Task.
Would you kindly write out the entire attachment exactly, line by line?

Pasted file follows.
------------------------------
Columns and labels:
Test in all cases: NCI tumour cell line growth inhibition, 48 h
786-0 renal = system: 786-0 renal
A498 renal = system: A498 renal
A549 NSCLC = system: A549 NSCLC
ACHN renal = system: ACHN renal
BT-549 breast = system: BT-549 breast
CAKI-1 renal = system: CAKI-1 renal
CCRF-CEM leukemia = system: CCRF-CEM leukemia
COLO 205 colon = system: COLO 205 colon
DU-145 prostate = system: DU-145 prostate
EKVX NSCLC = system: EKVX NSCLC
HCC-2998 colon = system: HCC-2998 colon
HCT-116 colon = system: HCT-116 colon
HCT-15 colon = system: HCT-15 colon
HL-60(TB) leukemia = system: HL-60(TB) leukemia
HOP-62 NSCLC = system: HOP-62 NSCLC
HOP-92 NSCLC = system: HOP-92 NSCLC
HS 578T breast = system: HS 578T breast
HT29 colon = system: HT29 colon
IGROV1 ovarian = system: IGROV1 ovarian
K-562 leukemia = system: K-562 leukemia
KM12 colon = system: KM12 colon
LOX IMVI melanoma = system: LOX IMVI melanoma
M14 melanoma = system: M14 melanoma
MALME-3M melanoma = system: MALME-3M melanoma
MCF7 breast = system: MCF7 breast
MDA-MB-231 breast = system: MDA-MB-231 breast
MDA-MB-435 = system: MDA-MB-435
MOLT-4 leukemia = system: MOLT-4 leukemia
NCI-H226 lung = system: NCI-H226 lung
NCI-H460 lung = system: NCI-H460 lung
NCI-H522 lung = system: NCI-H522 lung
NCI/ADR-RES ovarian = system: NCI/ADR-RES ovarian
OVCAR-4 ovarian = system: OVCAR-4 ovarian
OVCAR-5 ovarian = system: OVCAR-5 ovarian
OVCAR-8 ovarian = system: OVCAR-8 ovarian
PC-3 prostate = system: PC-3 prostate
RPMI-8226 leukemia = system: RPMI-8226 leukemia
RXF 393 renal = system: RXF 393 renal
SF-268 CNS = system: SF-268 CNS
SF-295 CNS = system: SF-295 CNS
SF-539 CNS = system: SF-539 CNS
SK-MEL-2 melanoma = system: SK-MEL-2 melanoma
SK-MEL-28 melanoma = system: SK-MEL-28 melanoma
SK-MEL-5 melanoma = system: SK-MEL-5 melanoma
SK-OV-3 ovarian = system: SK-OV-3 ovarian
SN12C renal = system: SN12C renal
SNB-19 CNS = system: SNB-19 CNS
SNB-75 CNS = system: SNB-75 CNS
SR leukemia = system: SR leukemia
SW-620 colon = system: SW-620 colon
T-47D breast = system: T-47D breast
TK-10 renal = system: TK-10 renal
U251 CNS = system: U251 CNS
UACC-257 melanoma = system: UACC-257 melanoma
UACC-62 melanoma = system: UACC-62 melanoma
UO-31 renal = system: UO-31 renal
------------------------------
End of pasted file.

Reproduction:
Columns and labels:
Test in all cases: NCI tumour cell line growth inhibition, 48 h
786-0 renal = system: 786-0 renal
A498 renal = system: A498 renal
A549 NSCLC = system: A549 NSCLC
ACHN renal = system: ACHN renal
BT-549 breast = system: BT-549 breast
CAKI-1 renal = system: CAKI-1 renal
CCRF-CEM leukemia = system: CCRF-CEM leukemia
COLO 205 colon = system: COLO 205 colon
DU-145 prostate = system: DU-145 prostate
EKVX NSCLC = system: EKVX NSCLC
HCC-2998 colon = system: HCC-2998 colon
HCT-116 colon = system: HCT-116 colon
HCT-15 colon = system: HCT-15 colon
HL-60(TB) leukemia = system: HL-60(TB) leukemia
HOP-62 NSCLC = system: HOP-62 NSCLC
HOP-92 NSCLC = system: HOP-92 NSCLC
HS 578T breast = system: HS 578T breast
HT29 colon = system: HT29 colon
IGROV1 ovarian = system: IGROV1 ovarian
K-562 leukemia = system: K-562 leukemia
KM12 colon = system: KM12 colon
LOX IMVI melanoma = system: LOX IMVI melanoma
M14 melanoma = system: M14 melanoma
MALME-3M melanoma = system: MALME-3M melanoma
MCF7 breast = system: MCF7 breast
MDA-MB-231 breast = system: MDA-MB-231 breast
MDA-MB-435 = system: MDA-MB-435
MOLT-4 leukemia = system: MOLT-4 leukemia
NCI-H226 lung = system: NCI-H226 lung
NCI-H460 lung = system: NCI-H460 lung
NCI-H522 lung = system: NCI-H522 lung
NCI/ADR-RES ovarian = system: NCI/ADR-RES ovarian
OVCAR-4 ovarian = system: OVCAR-4 ovarian
OVCAR-5 ovarian = system: OVCAR-5 ovarian
OVCAR-8 ovarian = system: OVCAR-8 ovarian
PC-3 prostate = system: PC-3 prostate
RPMI-8226 leukemia = system: RPMI-8226 leukemia
RXF 393 renal = system: RXF 393 renal
SF-268 CNS = system: SF-268 CNS
SF-295 CNS = system: SF-295 CNS
SF-539 CNS = system: SF-539 CNS
SK-MEL-2 melanoma = system: SK-MEL-2 melanoma
SK-MEL-28 melanoma = system: SK-MEL-28 melanoma
SK-MEL-5 melanoma = system: SK-MEL-5 melanoma
SK-OV-3 ovarian = system: SK-OV-3 ovarian
SN12C renal = system: SN12C renal
SNB-19 CNS = system: SNB-19 CNS
SNB-75 CNS = system: SNB-75 CNS
SR leukemia = system: SR leukemia
SW-620 colon = system: SW-620 colon
T-47D breast = system: T-47D breast
TK-10 renal = system: TK-10 renal
U251 CNS = system: U251 CNS
UACC-257 melanoma = system: UACC-257 melanoma
UACC-62 melanoma = system: UACC-62 melanoma
UO-31 renal = system: UO-31 renal